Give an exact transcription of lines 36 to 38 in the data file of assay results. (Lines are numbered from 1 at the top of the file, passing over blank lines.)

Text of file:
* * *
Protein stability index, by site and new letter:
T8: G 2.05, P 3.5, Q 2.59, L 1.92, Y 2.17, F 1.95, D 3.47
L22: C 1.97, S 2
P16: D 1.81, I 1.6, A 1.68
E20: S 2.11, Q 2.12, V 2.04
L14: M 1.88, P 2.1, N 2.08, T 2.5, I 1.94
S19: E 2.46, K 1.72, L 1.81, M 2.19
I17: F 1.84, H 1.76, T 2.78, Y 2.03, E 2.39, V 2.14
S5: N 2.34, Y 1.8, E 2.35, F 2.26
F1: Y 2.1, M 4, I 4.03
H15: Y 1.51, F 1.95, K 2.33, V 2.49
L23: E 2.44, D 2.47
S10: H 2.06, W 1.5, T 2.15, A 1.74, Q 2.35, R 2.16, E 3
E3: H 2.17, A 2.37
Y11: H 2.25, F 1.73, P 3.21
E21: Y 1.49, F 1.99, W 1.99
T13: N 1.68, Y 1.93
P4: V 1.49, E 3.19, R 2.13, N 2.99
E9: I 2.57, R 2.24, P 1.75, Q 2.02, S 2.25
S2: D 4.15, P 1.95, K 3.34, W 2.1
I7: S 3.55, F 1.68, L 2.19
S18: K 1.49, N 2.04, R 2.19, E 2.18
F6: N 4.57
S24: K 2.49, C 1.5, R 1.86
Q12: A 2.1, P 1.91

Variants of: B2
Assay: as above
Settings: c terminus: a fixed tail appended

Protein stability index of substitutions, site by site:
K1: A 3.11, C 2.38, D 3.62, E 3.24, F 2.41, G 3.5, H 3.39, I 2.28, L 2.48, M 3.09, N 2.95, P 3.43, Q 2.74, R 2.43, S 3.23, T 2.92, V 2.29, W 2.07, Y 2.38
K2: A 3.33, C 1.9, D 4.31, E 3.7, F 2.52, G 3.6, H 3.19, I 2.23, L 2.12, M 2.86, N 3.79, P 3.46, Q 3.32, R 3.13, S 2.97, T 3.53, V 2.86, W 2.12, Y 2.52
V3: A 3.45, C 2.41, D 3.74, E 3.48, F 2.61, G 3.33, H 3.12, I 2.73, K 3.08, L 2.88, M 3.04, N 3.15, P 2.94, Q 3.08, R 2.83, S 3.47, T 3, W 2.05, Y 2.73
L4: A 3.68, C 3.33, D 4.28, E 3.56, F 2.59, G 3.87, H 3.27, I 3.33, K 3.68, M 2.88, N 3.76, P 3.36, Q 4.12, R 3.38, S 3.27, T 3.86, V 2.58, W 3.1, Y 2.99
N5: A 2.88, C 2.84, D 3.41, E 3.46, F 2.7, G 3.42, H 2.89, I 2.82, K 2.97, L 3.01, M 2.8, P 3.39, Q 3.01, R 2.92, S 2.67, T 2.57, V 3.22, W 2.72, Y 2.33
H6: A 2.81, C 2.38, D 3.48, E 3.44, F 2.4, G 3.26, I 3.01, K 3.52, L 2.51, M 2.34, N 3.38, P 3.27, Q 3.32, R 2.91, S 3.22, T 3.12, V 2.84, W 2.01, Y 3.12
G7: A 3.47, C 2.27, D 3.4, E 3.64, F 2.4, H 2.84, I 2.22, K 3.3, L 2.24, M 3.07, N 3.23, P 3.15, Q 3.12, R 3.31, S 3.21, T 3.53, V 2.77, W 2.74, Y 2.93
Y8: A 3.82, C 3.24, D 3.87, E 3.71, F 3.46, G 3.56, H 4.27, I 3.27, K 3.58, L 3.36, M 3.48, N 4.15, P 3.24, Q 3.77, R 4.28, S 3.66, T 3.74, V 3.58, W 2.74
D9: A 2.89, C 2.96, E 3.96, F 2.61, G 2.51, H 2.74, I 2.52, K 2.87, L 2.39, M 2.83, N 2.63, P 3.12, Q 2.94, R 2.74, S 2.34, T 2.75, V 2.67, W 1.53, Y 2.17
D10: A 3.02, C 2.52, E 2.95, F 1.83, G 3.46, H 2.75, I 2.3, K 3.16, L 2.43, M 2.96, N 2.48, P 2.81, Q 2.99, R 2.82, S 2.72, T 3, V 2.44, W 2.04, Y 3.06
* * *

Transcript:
G7: A 3.47, C 2.27, D 3.4, E 3.64, F 2.4, H 2.84, I 2.22, K 3.3, L 2.24, M 3.07, N 3.23, P 3.15, Q 3.12, R 3.31, S 3.21, T 3.53, V 2.77, W 2.74, Y 2.93
Y8: A 3.82, C 3.24, D 3.87, E 3.71, F 3.46, G 3.56, H 4.27, I 3.27, K 3.58, L 3.36, M 3.48, N 4.15, P 3.24, Q 3.77, R 4.28, S 3.66, T 3.74, V 3.58, W 2.74
D9: A 2.89, C 2.96, E 3.96, F 2.61, G 2.51, H 2.74, I 2.52, K 2.87, L 2.39, M 2.83, N 2.63, P 3.12, Q 2.94, R 2.74, S 2.34, T 2.75, V 2.67, W 1.53, Y 2.17